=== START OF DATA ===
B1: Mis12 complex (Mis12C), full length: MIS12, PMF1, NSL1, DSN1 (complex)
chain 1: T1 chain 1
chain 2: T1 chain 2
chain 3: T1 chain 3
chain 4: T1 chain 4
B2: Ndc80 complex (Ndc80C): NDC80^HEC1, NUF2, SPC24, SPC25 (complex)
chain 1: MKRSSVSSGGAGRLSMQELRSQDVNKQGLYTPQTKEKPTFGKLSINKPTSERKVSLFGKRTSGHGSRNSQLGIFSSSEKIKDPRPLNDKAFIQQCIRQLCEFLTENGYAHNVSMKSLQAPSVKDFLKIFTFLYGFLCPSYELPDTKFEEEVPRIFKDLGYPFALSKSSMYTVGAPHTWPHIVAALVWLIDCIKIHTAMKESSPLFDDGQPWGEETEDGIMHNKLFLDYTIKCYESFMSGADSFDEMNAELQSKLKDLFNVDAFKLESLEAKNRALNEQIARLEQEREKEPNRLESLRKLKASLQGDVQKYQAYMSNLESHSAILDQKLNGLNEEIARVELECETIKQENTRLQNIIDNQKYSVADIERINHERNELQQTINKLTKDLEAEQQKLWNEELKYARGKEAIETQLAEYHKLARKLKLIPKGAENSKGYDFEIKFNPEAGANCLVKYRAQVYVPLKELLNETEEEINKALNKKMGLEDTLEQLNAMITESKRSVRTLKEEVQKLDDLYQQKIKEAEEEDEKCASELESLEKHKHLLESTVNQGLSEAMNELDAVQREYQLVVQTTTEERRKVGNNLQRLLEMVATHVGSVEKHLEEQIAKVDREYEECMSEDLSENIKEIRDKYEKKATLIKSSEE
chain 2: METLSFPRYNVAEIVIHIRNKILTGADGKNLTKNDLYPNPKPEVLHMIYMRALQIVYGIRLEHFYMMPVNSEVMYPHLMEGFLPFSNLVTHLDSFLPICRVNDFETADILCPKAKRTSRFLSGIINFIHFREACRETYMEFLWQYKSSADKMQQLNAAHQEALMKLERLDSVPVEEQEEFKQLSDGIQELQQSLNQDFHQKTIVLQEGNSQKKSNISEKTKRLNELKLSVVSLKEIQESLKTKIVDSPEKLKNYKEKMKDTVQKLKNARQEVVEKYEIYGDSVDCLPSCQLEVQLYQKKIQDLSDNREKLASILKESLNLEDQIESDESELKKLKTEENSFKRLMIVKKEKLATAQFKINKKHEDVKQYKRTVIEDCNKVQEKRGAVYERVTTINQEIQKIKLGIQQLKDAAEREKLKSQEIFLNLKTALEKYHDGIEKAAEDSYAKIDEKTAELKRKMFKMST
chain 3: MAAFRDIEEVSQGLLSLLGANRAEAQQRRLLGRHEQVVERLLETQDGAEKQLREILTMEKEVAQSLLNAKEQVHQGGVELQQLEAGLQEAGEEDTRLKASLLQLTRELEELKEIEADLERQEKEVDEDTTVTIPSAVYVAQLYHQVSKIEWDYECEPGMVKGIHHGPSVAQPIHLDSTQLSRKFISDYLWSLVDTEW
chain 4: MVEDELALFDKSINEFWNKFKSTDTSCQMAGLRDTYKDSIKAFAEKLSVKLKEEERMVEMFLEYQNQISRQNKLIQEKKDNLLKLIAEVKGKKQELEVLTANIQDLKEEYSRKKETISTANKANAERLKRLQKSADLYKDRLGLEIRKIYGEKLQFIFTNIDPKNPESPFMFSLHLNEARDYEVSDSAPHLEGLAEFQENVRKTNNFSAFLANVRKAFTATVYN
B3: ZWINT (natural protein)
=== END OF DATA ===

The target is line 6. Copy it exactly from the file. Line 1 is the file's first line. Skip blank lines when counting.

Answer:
B2: Ndc80 complex (Ndc80C): NDC80^HEC1, NUF2, SPC24, SPC25 (complex)